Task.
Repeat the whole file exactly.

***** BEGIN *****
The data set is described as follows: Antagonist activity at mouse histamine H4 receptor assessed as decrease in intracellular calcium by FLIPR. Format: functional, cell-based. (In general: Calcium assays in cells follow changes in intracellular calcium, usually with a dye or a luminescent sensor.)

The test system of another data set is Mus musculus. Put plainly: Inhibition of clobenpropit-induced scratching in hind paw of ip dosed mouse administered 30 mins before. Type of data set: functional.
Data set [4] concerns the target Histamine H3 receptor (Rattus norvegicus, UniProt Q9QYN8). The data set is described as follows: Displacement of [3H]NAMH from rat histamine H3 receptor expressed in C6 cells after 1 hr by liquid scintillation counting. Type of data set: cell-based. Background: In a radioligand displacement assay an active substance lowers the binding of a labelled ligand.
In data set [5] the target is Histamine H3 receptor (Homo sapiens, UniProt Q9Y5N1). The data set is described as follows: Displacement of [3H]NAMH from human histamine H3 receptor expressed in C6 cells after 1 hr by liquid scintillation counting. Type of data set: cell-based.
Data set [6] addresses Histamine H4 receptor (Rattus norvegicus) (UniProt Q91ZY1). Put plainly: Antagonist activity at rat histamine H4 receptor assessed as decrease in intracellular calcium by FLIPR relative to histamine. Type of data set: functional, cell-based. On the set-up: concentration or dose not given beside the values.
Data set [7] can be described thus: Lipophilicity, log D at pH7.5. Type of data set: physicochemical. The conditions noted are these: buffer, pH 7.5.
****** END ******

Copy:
The data set is described as follows: Antagonist activity at mouse histamine H4 receptor assessed as decrease in intracellular calcium by FLIPR. Format: functional, cell-based. (In general: Calcium assays in cells follow changes in intracellular calcium, usually with a dye or a luminescent sensor.)

The test system of another data set is Mus musculus. Put plainly: Inhibition of clobenpropit-induced scratching in hind paw of ip dosed mouse administered 30 mins before. Type of data set: functional.
Data set [4] concerns the target Histamine H3 receptor (Rattus norvegicus, UniProt Q9QYN8). The data set is described as follows: Displacement of [3H]NAMH from rat histamine H3 receptor expressed in C6 cells after 1 hr by liquid scintillation counting. Type of data set: cell-based. Background: In a radioligand displacement assay an active substance lowers the binding of a labelled ligand.
In data set [5] the target is Histamine H3 receptor (Homo sapiens, UniProt Q9Y5N1). The data set is described as follows: Displacement of [3H]NAMH from human histamine H3 receptor expressed in C6 cells after 1 hr by liquid scintillation counting. Type of data set: cell-based.
Data set [6] addresses Histamine H4 receptor (Rattus norvegicus) (UniProt Q91ZY1). Put plainly: Antagonist activity at rat histamine H4 receptor assessed as decrease in intracellular calcium by FLIPR relative to histamine. Type of data set: functional, cell-based. On the set-up: concentration or dose not given beside the values.
Data set [7] can be described thus: Lipophilicity, log D at pH7.5. Type of data set: physicochemical. The conditions noted are these: buffer, pH 7.5.